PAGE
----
Displacing use: exploring alternative relationships in a human-centred design process

Kelly, Janet and Matthews, Ben (2014) Displacing use: exploring alternative relationships in a human-centred design process. Design Studies, 35 4: 353-373. doi:10.1016/j.destud.2014.02.001

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Author Kelly, Janet
Matthews, Ben
Title Displacing use: exploring alternative relationships in a human-centred design process
Journal name Design Studies   Check publisher's open access policy
ISSN 0142-694X
1872-6909
Publication date 2014-07-01
Sub-type Article (original research)
DOI 10.1016/j.destud.2014.02.001
Open Access Status Not yet assessed
Volume 35
Issue 4
Start page 353
End page 373
Total pages 21
Place of publication Pergamon
Publisher Kidlington, Oxford, United Kingdom
Language eng
Subject 2216 Architecture
1201 Arts and Humanities (miscellaneous)
2200 Engineering
3300 Social Sciences
1706 Computer Science Applications
1702 Artificial Intelligence
Abstract This paper critically discusses the concept of use in design, suggesting that relevant relationships other than use are sometimes obscured by the user-centredness of design processes. We present a design case from the medical device domain that displaced the concept of use from the centre of a human-centred design process. We identified alternative design-relevant relationships between people and devices that are not specifically tied to the functions/uses of the devices, e.g. relationships between the healthcare professional and the device, between doctors and patients, and between patients and their own medical conditions. Displacing use can be a valuable strategy for design, revealing some of the contextual conditions that influence an artefact's use, and broadening the space of alternatives explored in design.
Formatted abstract
Highlights
• The concepts of use and users are critically discussed in relation to design.
• An ethnographically-informed design process that focused on relationships other than use is presented.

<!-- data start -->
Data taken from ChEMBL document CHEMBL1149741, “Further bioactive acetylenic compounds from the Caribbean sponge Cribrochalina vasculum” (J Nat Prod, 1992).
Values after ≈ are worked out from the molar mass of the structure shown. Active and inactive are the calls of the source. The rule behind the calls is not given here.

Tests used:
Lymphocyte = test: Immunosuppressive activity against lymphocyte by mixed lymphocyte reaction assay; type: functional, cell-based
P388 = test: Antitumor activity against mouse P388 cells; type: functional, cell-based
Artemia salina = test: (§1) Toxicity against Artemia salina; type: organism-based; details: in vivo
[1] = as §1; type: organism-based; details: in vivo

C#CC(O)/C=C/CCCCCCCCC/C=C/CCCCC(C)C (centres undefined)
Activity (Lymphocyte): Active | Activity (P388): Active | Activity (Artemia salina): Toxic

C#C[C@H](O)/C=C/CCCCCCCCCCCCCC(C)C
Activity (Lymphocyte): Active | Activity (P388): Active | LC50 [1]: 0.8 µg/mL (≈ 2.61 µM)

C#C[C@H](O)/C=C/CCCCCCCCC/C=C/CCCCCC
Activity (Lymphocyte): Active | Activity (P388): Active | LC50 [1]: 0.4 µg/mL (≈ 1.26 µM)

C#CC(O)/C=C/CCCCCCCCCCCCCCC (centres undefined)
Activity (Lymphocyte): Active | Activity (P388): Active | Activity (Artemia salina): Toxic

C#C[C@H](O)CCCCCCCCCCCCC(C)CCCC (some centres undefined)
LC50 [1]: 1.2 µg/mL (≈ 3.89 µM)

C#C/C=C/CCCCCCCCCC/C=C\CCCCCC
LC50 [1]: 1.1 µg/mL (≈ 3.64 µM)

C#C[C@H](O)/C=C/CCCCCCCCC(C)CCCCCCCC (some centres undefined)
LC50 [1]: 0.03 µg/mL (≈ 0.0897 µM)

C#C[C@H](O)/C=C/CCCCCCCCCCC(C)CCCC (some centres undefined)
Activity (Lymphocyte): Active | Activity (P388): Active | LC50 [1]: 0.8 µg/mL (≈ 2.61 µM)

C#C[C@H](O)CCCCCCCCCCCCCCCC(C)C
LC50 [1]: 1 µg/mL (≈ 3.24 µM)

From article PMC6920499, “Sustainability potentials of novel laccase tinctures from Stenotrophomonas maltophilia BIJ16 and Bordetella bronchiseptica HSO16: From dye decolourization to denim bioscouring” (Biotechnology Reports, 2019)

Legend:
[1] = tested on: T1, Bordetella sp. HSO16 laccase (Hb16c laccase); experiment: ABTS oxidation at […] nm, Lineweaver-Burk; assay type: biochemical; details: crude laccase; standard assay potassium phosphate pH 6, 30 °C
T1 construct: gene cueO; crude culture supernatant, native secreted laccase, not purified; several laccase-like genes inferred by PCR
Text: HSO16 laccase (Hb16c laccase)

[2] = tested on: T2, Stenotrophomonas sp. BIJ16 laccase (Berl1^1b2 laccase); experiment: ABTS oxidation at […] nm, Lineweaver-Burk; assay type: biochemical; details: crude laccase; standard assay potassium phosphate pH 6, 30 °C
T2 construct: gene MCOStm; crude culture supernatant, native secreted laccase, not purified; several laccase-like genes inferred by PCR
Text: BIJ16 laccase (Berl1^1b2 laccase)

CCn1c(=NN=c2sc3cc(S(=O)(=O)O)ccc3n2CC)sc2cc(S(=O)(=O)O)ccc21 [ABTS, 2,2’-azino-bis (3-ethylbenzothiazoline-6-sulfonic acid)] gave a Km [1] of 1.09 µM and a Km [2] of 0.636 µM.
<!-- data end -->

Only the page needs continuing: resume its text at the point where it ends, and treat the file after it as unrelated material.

• Our design investigations revealed some of the contextual conditions that determine how products are perceived and used.
• Displacing use can be a strategy for design inquiries concerned with understanding conditions of use.

This paper critically discusses the concept of use in design, suggesting that relevant relationships other than use are sometimes obscured by the user-centredness of design processes. We present a design case from the medical device domain that displaced the concept of use from the centre of a human-centred design process. We identified alternative design-relevant relationships between people and devices that are not specifically tied to the functions/uses of the devices, e.g. relationships between the healthcare professional and the device, between doctors and patients, and between patients and their own medical conditions. Displacing use can be a valuable strategy for design, revealing some of the contextual conditions that influence an artefact's use, and broadening the space of alternatives explored in design.
Keyword User centred design
Design methods
Participatory design
Medical device design
Case study
Q-Index Code C1
Q-Index Status Confirmed Code
Institutional Status UQ

Document type: Journal Article
Sub-type: Article (original research)
Collections: Official 2015 Collection
School of Information Technology and Electrical Engineering Publications
 
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Created: Mon, 17 Mar 2014, 21:59:38 EST by Ben Matthews on behalf of School of Information Technol and Elec Engineering